Final poll count sees New Zealand PM Key`s party lose outright majority
New Zealand`s ruling National Party has lost its election night absolute majority, but will remain in power with the support of coalition partners following the completion of vote counting Saturday.
Wellington: New Zealand`s ruling National Party has lost its election night absolute majority, but will remain in power with the support of coalition partners following the completion of vote counting Saturday.
The final result released by the Electoral Commission gives Prime Minister John Key`s centre-right National party 60 seats in the 121-seat parliament, with partners ACT, United Future and the Maori Party adding another four.
Preliminary figures following the September 20 election gave National 61 seats, but the Electoral Commission said after counting more than 330,000 special votes it lost one to the Greens.
"There are two changes compared to election night. The National Party has a total of 60 seats, one less than on election night. The Green Party has a total of 14 seats, one more than on election night," the commission said in a statement.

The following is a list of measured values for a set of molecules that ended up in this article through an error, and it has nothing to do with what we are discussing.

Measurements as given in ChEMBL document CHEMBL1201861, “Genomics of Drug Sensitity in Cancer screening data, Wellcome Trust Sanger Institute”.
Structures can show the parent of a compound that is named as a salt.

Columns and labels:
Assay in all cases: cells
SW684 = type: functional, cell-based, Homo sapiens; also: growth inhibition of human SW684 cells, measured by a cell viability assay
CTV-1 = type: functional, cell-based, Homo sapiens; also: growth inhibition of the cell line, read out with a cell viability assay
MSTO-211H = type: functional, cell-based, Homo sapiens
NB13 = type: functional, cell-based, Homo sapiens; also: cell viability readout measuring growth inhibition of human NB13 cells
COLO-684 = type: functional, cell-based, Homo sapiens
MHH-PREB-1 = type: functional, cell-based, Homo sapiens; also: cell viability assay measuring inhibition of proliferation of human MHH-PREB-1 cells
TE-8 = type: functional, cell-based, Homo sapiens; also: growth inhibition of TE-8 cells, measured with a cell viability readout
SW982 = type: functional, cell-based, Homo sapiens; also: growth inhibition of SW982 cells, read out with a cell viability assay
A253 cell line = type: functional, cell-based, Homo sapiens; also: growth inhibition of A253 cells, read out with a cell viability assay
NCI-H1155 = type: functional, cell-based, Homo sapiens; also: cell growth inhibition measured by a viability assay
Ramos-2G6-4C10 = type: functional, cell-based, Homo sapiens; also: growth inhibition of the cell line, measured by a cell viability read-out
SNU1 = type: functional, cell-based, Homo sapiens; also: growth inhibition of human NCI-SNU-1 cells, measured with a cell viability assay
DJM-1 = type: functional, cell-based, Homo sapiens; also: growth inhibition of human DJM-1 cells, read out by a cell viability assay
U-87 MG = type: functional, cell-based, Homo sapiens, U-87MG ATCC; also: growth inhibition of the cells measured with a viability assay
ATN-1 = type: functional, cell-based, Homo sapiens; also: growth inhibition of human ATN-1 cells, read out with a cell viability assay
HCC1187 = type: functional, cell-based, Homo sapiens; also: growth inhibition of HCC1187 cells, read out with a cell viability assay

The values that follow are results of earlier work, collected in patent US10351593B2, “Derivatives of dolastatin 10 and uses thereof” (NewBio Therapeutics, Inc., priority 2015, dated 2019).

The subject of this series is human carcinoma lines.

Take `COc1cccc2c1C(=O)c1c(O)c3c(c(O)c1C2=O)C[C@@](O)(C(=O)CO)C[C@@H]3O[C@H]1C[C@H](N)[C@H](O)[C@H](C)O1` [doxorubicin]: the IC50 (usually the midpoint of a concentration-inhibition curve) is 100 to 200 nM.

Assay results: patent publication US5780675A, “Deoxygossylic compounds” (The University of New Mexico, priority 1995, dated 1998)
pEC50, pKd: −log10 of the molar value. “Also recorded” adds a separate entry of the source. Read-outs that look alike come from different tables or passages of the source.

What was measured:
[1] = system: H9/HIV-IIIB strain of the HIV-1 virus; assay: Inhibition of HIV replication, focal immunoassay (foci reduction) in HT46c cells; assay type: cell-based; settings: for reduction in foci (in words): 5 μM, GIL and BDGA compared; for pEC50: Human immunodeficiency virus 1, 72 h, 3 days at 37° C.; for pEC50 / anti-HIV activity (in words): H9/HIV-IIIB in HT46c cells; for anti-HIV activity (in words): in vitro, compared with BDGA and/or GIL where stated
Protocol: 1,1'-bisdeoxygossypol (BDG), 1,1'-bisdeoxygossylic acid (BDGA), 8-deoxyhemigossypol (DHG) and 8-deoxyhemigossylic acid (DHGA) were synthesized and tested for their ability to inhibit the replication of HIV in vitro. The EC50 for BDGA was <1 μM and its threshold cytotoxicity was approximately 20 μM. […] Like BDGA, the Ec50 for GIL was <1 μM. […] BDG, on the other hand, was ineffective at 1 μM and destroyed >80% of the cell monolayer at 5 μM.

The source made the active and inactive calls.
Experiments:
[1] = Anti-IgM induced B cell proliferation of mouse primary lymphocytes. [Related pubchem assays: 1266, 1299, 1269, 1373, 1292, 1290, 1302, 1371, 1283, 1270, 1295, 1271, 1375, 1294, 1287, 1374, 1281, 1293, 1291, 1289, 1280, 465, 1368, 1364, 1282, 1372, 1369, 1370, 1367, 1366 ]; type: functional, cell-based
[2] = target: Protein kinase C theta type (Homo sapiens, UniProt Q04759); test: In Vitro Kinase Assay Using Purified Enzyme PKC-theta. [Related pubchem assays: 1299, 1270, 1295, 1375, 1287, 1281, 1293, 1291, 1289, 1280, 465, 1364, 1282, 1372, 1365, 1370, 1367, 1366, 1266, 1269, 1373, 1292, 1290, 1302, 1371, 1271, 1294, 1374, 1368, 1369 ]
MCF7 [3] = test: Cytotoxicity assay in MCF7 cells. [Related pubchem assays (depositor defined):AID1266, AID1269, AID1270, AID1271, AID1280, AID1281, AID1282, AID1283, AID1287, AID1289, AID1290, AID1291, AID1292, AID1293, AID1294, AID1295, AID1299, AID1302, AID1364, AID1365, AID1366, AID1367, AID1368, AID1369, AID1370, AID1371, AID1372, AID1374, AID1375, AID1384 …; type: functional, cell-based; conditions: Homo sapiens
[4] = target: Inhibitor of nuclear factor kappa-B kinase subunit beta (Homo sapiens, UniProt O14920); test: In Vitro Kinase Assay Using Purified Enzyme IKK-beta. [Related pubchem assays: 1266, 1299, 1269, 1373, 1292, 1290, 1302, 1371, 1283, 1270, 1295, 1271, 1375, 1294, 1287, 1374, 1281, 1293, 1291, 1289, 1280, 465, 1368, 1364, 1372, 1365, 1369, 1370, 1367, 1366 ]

"There are no changes to the number of seats held by other parties on election night."
The final result reduced National`s share of the vote from 48.06 percent to 47.04 percent.
Key played down the outcome, noting no party had won an outright majority in the seven elections since New Zealand adopted a complicated proportional representation system.
"It`s still a very strong election result -- National has increased its number of seats in parliament," a spokesman for Key said in a statement.
"National has this week signed coalition agreements with the ACT Party and United Future and the prime minister will be making a similar announcement with the Maori Party tomorrow.
"The presence of these three parties makes National a stronger and better government and also means it will have a majority in the House over and above what is required for confidence and supply."
National finishes one seat up on the previous election in 2011, while the main opposition Labour Party was down two to 32 in its worst performance in nearly 100 years.
Labour leader David Cunliffe has since resigned, but said he will stand again in a new leadership ballot.